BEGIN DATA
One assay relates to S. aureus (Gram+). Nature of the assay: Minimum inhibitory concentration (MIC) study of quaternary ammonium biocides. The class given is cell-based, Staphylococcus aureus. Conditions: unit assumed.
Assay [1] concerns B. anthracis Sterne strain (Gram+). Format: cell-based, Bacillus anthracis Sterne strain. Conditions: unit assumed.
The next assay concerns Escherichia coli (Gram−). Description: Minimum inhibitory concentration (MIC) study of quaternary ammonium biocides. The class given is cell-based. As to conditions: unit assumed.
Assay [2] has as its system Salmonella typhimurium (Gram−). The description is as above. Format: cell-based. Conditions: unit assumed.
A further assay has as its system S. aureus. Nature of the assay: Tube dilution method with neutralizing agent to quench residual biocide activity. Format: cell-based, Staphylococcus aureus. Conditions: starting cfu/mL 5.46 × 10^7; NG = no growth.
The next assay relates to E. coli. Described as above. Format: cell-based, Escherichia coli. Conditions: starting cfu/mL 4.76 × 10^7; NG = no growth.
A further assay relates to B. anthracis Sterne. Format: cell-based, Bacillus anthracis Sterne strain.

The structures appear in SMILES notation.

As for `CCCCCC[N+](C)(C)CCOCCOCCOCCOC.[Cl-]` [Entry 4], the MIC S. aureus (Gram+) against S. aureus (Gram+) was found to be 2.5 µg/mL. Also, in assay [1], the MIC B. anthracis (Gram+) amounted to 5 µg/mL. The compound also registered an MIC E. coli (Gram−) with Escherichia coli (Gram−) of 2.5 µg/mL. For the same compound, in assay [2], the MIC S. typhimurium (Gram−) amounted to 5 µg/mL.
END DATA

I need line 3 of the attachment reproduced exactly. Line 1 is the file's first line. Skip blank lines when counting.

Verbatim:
The next assay concerns Escherichia coli (Gram−). Description: Minimum inhibitory concentration (MIC) study of quaternary ammonium biocides. The class given is cell-based. As to conditions: unit assumed.